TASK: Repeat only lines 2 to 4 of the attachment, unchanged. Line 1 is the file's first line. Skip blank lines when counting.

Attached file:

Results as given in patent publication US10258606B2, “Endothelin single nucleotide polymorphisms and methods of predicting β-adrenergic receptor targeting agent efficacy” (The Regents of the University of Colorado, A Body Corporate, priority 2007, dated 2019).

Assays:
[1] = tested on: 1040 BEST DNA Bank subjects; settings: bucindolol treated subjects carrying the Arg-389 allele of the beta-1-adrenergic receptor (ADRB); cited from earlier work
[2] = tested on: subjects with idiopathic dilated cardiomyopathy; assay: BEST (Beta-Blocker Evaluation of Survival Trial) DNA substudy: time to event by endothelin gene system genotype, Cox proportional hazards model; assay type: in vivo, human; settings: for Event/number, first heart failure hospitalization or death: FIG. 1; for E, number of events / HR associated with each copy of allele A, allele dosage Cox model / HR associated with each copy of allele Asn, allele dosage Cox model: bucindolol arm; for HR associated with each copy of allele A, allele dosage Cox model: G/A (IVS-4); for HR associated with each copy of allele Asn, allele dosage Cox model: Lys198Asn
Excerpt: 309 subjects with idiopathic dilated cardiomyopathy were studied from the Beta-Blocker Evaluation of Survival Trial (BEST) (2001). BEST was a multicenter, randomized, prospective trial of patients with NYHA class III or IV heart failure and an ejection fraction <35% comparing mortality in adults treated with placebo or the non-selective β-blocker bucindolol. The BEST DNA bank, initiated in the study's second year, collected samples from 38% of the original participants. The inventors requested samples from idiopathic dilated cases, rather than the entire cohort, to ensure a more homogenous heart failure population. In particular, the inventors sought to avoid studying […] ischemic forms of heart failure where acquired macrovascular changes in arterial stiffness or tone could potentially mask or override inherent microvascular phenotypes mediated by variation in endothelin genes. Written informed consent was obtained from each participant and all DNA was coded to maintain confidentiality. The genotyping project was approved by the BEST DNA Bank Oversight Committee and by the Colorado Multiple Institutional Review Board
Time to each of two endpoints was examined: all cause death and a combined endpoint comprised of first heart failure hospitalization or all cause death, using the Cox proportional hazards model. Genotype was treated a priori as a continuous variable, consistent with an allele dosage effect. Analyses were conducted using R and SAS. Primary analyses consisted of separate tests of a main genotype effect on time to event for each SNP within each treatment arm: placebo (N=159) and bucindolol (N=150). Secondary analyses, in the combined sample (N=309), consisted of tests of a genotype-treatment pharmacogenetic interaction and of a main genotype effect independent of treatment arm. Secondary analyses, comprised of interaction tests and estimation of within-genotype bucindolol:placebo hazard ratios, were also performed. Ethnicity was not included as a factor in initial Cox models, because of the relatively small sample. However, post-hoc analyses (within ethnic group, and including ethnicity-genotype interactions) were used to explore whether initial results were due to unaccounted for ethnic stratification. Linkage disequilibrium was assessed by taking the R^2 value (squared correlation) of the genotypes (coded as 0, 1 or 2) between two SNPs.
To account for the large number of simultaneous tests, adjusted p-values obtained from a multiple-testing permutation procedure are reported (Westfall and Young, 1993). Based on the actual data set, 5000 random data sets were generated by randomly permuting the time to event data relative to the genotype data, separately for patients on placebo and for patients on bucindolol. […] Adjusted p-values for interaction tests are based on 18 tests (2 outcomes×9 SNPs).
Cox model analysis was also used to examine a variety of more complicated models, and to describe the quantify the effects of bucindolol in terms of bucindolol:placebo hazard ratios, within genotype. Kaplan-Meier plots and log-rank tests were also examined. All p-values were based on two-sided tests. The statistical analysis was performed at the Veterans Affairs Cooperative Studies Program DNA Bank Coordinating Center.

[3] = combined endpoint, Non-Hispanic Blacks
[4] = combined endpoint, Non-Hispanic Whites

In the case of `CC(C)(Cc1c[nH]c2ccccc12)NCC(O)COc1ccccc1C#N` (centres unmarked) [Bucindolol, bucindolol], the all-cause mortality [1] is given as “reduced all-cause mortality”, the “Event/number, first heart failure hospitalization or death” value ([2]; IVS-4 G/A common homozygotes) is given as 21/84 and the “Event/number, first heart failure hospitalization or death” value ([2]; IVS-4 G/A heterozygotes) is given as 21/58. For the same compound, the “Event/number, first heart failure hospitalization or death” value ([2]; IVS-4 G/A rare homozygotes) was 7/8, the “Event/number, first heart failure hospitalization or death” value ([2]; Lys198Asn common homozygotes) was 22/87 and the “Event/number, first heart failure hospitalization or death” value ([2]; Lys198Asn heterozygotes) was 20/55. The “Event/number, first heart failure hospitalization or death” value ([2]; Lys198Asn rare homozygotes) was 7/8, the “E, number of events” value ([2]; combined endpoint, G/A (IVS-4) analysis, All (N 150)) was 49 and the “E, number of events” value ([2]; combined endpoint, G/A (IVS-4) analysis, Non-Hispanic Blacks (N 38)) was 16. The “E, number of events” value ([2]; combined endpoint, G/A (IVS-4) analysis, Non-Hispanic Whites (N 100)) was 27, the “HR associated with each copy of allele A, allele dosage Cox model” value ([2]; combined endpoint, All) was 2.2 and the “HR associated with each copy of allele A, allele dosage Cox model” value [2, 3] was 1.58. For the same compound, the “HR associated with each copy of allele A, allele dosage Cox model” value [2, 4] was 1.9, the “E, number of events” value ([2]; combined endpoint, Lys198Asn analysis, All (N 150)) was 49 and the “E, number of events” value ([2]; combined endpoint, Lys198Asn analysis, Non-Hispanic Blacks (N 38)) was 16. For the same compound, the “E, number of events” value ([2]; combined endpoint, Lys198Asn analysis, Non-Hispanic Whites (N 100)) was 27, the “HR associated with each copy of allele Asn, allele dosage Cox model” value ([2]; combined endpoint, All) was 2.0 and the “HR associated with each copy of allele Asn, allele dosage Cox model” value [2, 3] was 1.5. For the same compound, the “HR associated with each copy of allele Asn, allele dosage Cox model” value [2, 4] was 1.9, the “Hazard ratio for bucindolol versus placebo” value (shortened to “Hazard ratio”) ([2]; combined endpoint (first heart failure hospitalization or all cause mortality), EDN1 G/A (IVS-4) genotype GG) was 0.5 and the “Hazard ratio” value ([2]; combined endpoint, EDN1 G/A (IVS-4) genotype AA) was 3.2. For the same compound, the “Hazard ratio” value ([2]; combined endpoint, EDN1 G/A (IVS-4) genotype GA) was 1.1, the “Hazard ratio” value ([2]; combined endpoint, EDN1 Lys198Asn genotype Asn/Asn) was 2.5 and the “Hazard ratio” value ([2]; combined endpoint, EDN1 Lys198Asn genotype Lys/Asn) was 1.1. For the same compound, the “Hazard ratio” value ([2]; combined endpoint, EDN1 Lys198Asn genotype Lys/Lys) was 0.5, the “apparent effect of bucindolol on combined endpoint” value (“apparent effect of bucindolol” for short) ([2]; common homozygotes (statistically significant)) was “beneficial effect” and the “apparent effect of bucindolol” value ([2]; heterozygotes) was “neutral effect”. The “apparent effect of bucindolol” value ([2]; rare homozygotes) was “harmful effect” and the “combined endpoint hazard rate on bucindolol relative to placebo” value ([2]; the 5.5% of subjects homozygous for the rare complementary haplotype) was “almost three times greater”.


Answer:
Assays:
[1] = tested on: 1040 BEST DNA Bank subjects; settings: bucindolol treated subjects carrying the Arg-389 allele of the beta-1-adrenergic receptor (ADRB); cited from earlier work
[2] = tested on: subjects with idiopathic dilated cardiomyopathy; assay: BEST (Beta-Blocker Evaluation of Survival Trial) DNA substudy: time to event by endothelin gene system genotype, Cox proportional hazards model; assay type: in vivo, human; settings: for Event/number, first heart failure hospitalization or death: FIG. 1; for E, number of events / HR associated with each copy of allele A, allele dosage Cox model / HR associated with each copy of allele Asn, allele dosage Cox model: bucindolol arm; for HR associated with each copy of allele A, allele dosage Cox model: G/A (IVS-4); for HR associated with each copy of allele Asn, allele dosage Cox model: Lys198Asn